Salt Content in Restaurant Food Remains High

MedicalResearch.com Interview with:

Julia Wolfson, PhD MPP Assistant Professor Department of Health Management and Policy Department of Nutritional Sciences University of Michigan School of Public Health Ann Arbor, MI 48109

Dr. Wolfson

Julia Wolfson, PhD MPP
Assistant Professor
Department of Health Management and Policy
Department of Nutritional Sciences
University of Michigan School of Public Health
Ann Arbor, MI 48109

MedicalResearch.com: What is the background for this study? What are the main findings?

Response: Over the past several years, Large chain restaurants in the United States have made some progress in introducing new lower calorie items on their menus. Since 2012, calories of items consistently on restaurant menus in all years have not significantly change. In this study, we examined the sodium content of restaurant menu items among 66 of the 100 largest restaurants in the US. We examined sodium content among items on the menu in all years (2012-2016) and among newly introduced items in 2013, 2014, 2015 and 2016 compared to items on the menu in 2012 only.

We found that sodium content of menu items on the menu in all years did not change, but that restaurants were introducing new, lower sodium menu items. However, sodium content of restaurant menu items remains high. This is important because diets high in sodium are associated with serious adverse health outcomes including hypertension, stroke and cardiovascular disease.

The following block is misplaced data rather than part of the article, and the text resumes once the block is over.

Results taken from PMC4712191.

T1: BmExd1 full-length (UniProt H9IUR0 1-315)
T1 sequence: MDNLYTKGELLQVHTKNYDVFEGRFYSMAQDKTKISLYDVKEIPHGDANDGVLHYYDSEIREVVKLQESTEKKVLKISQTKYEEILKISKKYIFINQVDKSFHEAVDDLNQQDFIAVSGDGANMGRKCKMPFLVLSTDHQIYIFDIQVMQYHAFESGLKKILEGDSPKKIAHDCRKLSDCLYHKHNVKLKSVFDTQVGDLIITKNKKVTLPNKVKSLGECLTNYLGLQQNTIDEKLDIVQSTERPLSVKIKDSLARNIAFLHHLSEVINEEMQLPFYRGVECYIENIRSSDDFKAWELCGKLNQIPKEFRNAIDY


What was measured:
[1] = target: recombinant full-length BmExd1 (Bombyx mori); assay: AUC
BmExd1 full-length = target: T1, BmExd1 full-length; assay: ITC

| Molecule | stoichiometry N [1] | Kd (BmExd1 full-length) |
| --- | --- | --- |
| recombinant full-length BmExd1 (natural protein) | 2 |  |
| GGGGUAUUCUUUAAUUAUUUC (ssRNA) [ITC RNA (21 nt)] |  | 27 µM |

MedicalResearch.com: What should readers take away from your report?

Response: Though newly introduced items on restaurant menus are lower in sodium than items on the menu in 2012 only, restaurant food both among new items and among restaurant menu staples remain very high in sodium. A single main course item can easily account for half of the recommended daily allowance of sodium (2,300mg according to the Dietary Guidelines for Americans). Therefore, consumers who are interested in limiting their sodium intake should ask for that nutrition information from restaurants. However, because restaurant food is so high in sodium, the best way to limit your sodium intake is to avoid restaurant and packaged/processed foods.

MedicalResearch.com: What recommendations do you have for future research as a result of this study?

Response: It will be important for future research to continue to monitor the sodium content of restaurant food. In addition, examination of the sodium content of restaurant foods that consumers actually order as well as price differences between higher and lower sodium menu items will also shed light on the public health implications of restaurant foods. 

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Citation:

Trends in Sodium Content of Menu Items in Large Chain Restaurants in the U.S.
Wolfson, Julia A. et al.

American Journal of Preventive Medicine , Volume 0 , Issue 0 ,
http://dx.doi.org/10.1016/j.amepre.2017.08.018

 

 

Note: Content is Not intended as medical advice. Please consult your health care provider regarding your specific medical condition and questions.

 

 

 

 

 

 

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